Social care for older people: home truths

This report looks at the current state of social care services for older people in England, through a combination of national data and interviews.

Report

Published: 15/09/2016

ISBN: 978 1 909029 66 8

Download the report [PDF 1.4MB]

Where is the public pressure for social care reform?

15/09/2016Ruth Thorlby

Comment

Our new report with The King's Fund finds older people are paying the price for cuts to social care. Yet, Ruth Thorlby writes, the public outrage and demand for change that could mobilise political action has so far been non-existent.

The picture that emerges is of social care providers under pressure, struggling to retain staff, maintain quality and stay in business; local authorities making unenviable choices about where to make reductions; a complex set of causes of delays in discharging older people from hospital; and the voluntary sector keeping services going even when funding was curtailed.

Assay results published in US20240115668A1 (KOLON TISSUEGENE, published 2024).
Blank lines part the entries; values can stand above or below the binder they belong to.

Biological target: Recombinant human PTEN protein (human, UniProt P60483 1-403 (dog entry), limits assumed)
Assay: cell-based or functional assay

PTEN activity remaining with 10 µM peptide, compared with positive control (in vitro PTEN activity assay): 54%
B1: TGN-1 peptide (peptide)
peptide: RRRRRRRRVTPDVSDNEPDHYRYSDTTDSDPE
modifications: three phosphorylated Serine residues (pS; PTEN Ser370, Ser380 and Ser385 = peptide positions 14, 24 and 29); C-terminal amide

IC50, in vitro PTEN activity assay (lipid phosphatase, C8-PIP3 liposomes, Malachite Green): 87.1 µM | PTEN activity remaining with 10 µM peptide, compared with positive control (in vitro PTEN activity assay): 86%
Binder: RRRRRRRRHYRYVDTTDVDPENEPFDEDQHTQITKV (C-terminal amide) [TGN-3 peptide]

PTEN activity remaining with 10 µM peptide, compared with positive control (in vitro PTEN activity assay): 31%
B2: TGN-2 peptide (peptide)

Key findings

  • Social care for older people is under massive pressure; increasing numbers of people are not receiving the help they need, which in turn puts a strain on carers.
  • Access to care depends increasingly on what people can afford – and where they live – rather than on what they need. 
  • Under-investment in primary and community NHS services is undermining the policy objective of keeping people independent and out of residential care The Care Act 2014 has created new demands and expectations but funding has not kept pace. Local authorities have little room to make further savings, and most will soon be unable to meet basic statutory duties. 

Policy implications

Based on the evidence in the report, the authors recommend that policy-makers need to address three major challenges in shaping the development of social care over the next five years, focusing on how to:

  • achieve more with fewer resources –  for example, through better commissioning and integrated care – recognising that these initiatives will not be enough to close the funding gap
  • establish a more explicit policy framework, which makes it clear that primary responsibility for funding care sits with individuals and families
  • reform the long-term funding of social care because reliance on additional private funding is unlikely to be sufficient or equitable.

Partners

The King's Fund
Suggested citation

Humphries R, Thorlby R, Holder H, Hall P, and Charles A (2016) Social care for older people: home truths. Research report. The King's Fund and Nuffield Trust.